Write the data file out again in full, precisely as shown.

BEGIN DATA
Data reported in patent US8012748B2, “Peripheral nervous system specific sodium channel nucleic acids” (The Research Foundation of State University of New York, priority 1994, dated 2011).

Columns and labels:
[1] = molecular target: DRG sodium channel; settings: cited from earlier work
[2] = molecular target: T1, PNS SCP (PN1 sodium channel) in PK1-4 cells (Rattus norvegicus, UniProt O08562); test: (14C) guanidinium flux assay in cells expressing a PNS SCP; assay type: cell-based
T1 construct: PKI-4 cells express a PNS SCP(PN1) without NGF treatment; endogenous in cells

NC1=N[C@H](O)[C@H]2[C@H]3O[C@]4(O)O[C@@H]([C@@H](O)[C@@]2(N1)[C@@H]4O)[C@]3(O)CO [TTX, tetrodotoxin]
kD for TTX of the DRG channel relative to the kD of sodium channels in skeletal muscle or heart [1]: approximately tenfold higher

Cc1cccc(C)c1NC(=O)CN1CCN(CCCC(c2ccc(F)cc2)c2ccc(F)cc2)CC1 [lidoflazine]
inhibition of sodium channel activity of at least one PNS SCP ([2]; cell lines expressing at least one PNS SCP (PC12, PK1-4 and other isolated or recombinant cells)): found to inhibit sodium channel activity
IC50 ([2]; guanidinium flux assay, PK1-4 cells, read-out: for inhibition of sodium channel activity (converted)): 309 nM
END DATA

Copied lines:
Data reported in patent US8012748B2, “Peripheral nervous system specific sodium channel nucleic acids” (The Research Foundation of State University of New York, priority 1994, dated 2011).

Columns and labels:
[1] = molecular target: DRG sodium channel; settings: cited from earlier work
[2] = molecular target: T1, PNS SCP (PN1 sodium channel) in PK1-4 cells (Rattus norvegicus, UniProt O08562); test: (14C) guanidinium flux assay in cells expressing a PNS SCP; assay type: cell-based
T1 construct: PKI-4 cells express a PNS SCP(PN1) without NGF treatment; endogenous in cells

NC1=N[C@H](O)[C@H]2[C@H]3O[C@]4(O)O[C@@H]([C@@H](O)[C@@]2(N1)[C@@H]4O)[C@]3(O)CO [TTX, tetrodotoxin]
kD for TTX of the DRG channel relative to the kD of sodium channels in skeletal muscle or heart [1]: approximately tenfold higher

Cc1cccc(C)c1NC(=O)CN1CCN(CCCC(c2ccc(F)cc2)c2ccc(F)cc2)CC1 [lidoflazine]
inhibition of sodium channel activity of at least one PNS SCP ([2]; cell lines expressing at least one PNS SCP (PC12, PK1-4 and other isolated or recombinant cells)): found to inhibit sodium channel activity
IC50 ([2]; guanidinium flux assay, PK1-4 cells, read-out: for inhibition of sodium channel activity (converted)): 309 nM